“Another tower has appeared,” informed the clerk. “This one in a place called Patchberry, directions within. The local residents are mistrustful of magic. The village elders have chosen a local representative to accompany you. The mayor’s son, I believe. His name is Ironwork Gareth. He will assist.”

“Spy on me, more likely; I need no assistance.”

“In times like these the University cannot be seen to alienate the common people. These are your orders.”

“Very well.”

“Take care, Bernard. And try not to upset the locals like the last time you were out in the field: the Grand Master’s words, not mine.”

The administrator barely made it out the door before it magically slammed shut behind him.


The old man and the younger stood staring at the stone tower. There appeared to be no entrance.

“So,” said Ironwork. “Why do they call you the Yellow Wizard?”

The old man looked down at his yellow robe and wondered, not for the first time, if the boy were an imbecile.

“Are you blind, boy?”

“Well, it’s more mustard, innit?” said the boy following the old man’s gaze.

“Do you think this is the most opportune time to strike up a conversation? There is work to be done.”

‘Right you are. What’s first then?’

“Ingress, boy.”


“A way in.”

“Oh, right you are.”

At that moment a young woman appeared through the trees, startling the two men. She was lithe, and yet powerful and confident in the way she cut through the trees. The Yellow Wizard raised his dandelion shaped staff. “Stay back, boy. It looks like some kind of wood imp.”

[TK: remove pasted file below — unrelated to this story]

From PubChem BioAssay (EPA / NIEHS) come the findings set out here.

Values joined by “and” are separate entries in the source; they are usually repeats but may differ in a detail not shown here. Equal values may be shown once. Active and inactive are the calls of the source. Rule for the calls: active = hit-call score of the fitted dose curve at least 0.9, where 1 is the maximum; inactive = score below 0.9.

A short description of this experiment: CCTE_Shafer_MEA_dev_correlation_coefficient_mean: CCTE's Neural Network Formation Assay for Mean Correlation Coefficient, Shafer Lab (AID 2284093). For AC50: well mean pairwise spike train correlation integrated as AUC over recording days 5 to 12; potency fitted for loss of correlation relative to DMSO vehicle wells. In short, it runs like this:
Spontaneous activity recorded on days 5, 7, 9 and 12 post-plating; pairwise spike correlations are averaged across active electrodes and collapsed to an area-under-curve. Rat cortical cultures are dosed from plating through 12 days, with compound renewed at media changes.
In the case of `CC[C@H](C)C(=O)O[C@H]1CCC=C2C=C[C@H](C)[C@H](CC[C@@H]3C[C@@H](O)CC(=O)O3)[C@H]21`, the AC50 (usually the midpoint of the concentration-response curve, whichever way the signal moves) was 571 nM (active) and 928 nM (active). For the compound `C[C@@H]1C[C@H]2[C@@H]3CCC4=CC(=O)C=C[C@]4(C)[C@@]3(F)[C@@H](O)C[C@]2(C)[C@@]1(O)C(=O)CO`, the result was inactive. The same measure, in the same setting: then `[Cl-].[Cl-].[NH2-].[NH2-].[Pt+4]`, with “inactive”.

“Freeman?” said Ironwork. “What are you doing here?”

“I am to take your place. Father’s orders,” she stated. She wore a long brown ponytail, and her features were clear and sharp: the mark of a doubtless youth.

“Who is this person?” asked the Yellow Wizard.

“My sister,” said Ironwork. He returned his attention to the girl. “Take my place? Father never said no such thing.”

“All right, he didn’t, but I’m taking your place. I’m going in that tower.”

“Not bloody likely.”

“Silence!” The old man didn’t appreciate delays to his investigation, and he didn’t much care for family squabbles. “Your town council has chosen this boy. And as much as I dislike the decision, we at the Eldritch University are sworn to follow local law. The matter is decided.”

Freeman Gareth reached up and took a stick from behind her back. “Look,” she said. She passed her hand over the head of the stick, a sort of bulbous onion shape. Nothing happened.

“Impressive,” said her brother snickering.

“There’s a light there. Can’t you see it?”


“Well, it’s daylight, but at night you’d see it.”

The Yellow Wizard peered closer. He passed his hand over his own staff and darkness bled out in tiny streams to encompass the girl’s, and there it was, a small whispering glow.

“Bloody Hell, Freeman! You’ve been messing around with magic?” her brother looked like he’d eaten a slug with his salad.

“I can help, you see?” said the girl staring intently at the old man.

“That’s a parlor trick, girl. Of no use in there,” his staff pointed to the ominous tower looming over them.

“But I have other spells. I understand magic, or the basics. I am an able assistant. I am ready. My brother is a potato.”

“Well, I can’t argue with that, but this is local politics, quite out of my hands.”

“I’ve read all your books!” she enthused.

“You have?”

“Yes, all. They’re marvelous.”

“If your intent is to flatter, you have succeeded magnificently, young lady. But I am saddled with your potato. Brother, I mean.”

Ironwork began to sneer. “Dad chose me, I’m eldest and you’re a girl.”

Freeman changed tack. “Is it going to be dangerous?”